Photo of The Second Wave by Jonny Melodic - Album

Returning from collecting the bins just now I waved routinely to a neighbour and he returned it with a pantomime worthy response. This imposed lockdown has affected so many…

The Second Wave is Jonny Melodic’s creative response to a predicament, much like his inherent desire to create, that will simply not go away. The titular track focuses on the threatening viral wave sweeping across ICUs, the Office for Statistics and our lives. The mournful voice, it can’t be denied, captures the worrying escalation. The language choice emotive and alarming, with the question: “…is it coming back for me?” puncturing any complacent nonchalance and underlining the very real menace lurking.

Mr. Melodic has allowed himself to inject some humour in to Boris’ New Rules. The introductory parodic monologue is both mocking and scornful. Indecision by the PM is explored in a jocular and pop-infused track; our collective confusion is hammered home with a list of don’ts and dos. The Human League-esque song is damning of Alexander’s responses and could just as easily have been called Boris’ New Clothes.

Our neighbour is easy going and affable ordinarily but his animated wave was over rehearsed…

The longing and imploring desire to be sat on a metaphoric beach “watching waves crashing to the shore” is a distraction that must inspire most. Flight to Nowhere is a reflective song about getting away from the reality of the predicament, however, not just getting back to normal but celebrating life. The minor keyboard chords and notes underpin a sad and desolate song of wanting to be elsewhere.  Imagine.  Jonny Melodic has done just that.

In Blighty we are fond of our clichés and platitudes. How often have you heard someone proclaim, as if for the first time: “honestly, you just have to laugh.” For those in the know the “track and trace” system is no laughing matter, however, JM has written the humorous App 4 That to highlight the ineptitude of a system that despite huge financial input failed repeatedly. Robotic rhythms and robotic chanting capture the mechanical excuses and reasoning. Even the scornful canned clapping at the end is so very English in its execution.

…I also waved towards his wife who was standing in the downstairs window and her arm gestures were worthy of troops returning from the front line.

A Christmas Wish, with attendant seasonal bells, offers a poignant carol reflecting on the non-Christmas of 2020. Most longed to “be together…just living free with our family…” The true reality is reflected in this elegiac and reflective piece that draws from the sobering perspective of the Pogues’ Fairy Tale and the sense of loss articulated in Wham’s Last Christmas. Traditionally, Christmas songs champion the season of good will; A Christmas Wish breaks from this tradition but still allows a visit from the ghost of the past…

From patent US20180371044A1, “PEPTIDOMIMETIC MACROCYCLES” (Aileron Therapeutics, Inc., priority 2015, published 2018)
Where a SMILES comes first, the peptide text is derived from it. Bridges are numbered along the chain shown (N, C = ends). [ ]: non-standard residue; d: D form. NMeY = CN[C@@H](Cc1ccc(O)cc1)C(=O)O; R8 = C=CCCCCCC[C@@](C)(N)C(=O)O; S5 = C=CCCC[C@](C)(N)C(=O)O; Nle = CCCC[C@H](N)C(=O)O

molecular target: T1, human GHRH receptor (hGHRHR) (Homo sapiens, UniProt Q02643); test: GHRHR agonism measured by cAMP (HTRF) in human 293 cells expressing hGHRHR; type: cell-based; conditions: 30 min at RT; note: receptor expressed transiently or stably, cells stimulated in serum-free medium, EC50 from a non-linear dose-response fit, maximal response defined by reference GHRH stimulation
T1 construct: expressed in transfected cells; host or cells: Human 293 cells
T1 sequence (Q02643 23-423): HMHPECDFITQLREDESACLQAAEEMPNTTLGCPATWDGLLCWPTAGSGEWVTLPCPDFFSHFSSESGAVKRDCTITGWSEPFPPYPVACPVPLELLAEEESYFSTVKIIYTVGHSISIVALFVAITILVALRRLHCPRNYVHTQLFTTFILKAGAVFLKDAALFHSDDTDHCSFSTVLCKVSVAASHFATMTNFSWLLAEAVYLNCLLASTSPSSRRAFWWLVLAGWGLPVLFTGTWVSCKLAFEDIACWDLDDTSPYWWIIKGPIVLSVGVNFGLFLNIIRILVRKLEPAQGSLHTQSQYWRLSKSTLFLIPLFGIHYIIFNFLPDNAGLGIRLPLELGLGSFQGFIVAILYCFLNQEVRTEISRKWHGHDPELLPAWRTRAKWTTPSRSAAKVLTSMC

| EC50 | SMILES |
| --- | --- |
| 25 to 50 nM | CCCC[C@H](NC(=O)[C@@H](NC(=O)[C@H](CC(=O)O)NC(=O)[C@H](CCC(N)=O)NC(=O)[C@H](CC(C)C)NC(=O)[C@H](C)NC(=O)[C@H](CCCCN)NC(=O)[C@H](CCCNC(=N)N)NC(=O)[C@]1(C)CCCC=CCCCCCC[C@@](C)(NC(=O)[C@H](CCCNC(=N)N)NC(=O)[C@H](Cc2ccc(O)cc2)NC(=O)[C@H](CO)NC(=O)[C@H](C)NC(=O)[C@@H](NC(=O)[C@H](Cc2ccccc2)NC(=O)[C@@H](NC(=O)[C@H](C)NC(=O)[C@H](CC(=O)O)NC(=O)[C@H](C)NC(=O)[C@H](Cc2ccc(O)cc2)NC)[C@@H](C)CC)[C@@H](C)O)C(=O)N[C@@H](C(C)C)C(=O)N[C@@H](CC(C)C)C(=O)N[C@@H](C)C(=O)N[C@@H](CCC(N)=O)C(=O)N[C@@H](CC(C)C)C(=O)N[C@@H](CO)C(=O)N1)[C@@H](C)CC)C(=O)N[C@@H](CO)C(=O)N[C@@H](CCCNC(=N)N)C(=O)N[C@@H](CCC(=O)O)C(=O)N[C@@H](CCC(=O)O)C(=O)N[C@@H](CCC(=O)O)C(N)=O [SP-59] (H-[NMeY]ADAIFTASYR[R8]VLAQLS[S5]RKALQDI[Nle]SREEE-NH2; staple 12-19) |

The haunting opening of Ghosts of Yesterday, accessorised with fuzzy synth and vocal apparitions, introduces the final track attempting to make sense of our imposed isolation. Like the majority of the tracks we find our musical curator looking back – “thinking of a time when I was free to wander” – the lingering memories of what went before, a constant reminder what keeps: “…coming back to haunt me.” Clearly, Jonny Melodic struggles to make sense of the impersonal lockdown much the same as the rest of us.

After my neighbours had offered their elaborate racecourse tipster’s impressions I couldn’t help but feel they were “not waving but drowning” as in Stevie Smith’s famous poem about personal distress being misunderstood. For me Jonny Melodic knows that collectively we are not waving either, hence once again, proceeds from the sale of his album will go to the charity MIND to help those affected by this uncharitable pandemic. Jonny Melodic’s album is not an empty gesture and Second Wave deserves our attention.

The Second Wave is released on the 22nd of January and is available via Bandcamp, itunes and Spotify etc…

By: The Swilgate Scuttler

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